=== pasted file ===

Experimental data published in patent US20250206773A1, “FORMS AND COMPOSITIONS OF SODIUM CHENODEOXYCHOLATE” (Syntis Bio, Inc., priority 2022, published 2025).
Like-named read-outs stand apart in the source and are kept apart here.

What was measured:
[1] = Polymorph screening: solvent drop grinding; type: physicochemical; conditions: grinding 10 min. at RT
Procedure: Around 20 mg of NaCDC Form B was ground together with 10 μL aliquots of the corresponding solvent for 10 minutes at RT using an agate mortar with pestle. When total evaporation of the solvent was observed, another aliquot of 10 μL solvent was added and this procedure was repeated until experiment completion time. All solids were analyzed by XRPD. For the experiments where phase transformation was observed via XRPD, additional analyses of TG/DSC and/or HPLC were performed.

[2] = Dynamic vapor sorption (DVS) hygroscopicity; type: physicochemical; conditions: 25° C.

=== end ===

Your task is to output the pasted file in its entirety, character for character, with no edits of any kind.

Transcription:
Experimental data published in patent US20250206773A1, “FORMS AND COMPOSITIONS OF SODIUM CHENODEOXYCHOLATE” (Syntis Bio, Inc., priority 2022, published 2025).
Like-named read-outs stand apart in the source and are kept apart here.

What was measured:
[1] = Polymorph screening: solvent drop grinding; type: physicochemical; conditions: grinding 10 min. at RT
Procedure: Around 20 mg of NaCDC Form B was ground together with 10 μL aliquots of the corresponding solvent for 10 minutes at RT using an agate mortar with pestle. When total evaporation of the solvent was observed, another aliquot of 10 μL solvent was added and this procedure was repeated until experiment completion time. All solids were analyzed by XRPD. For the experiments where phase transformation was observed via XRPD, additional analyses of TG/DSC and/or HPLC were performed.

[2] = Dynamic vapor sorption (DVS) hygroscopicity; type: physicochemical; conditions: 25° C.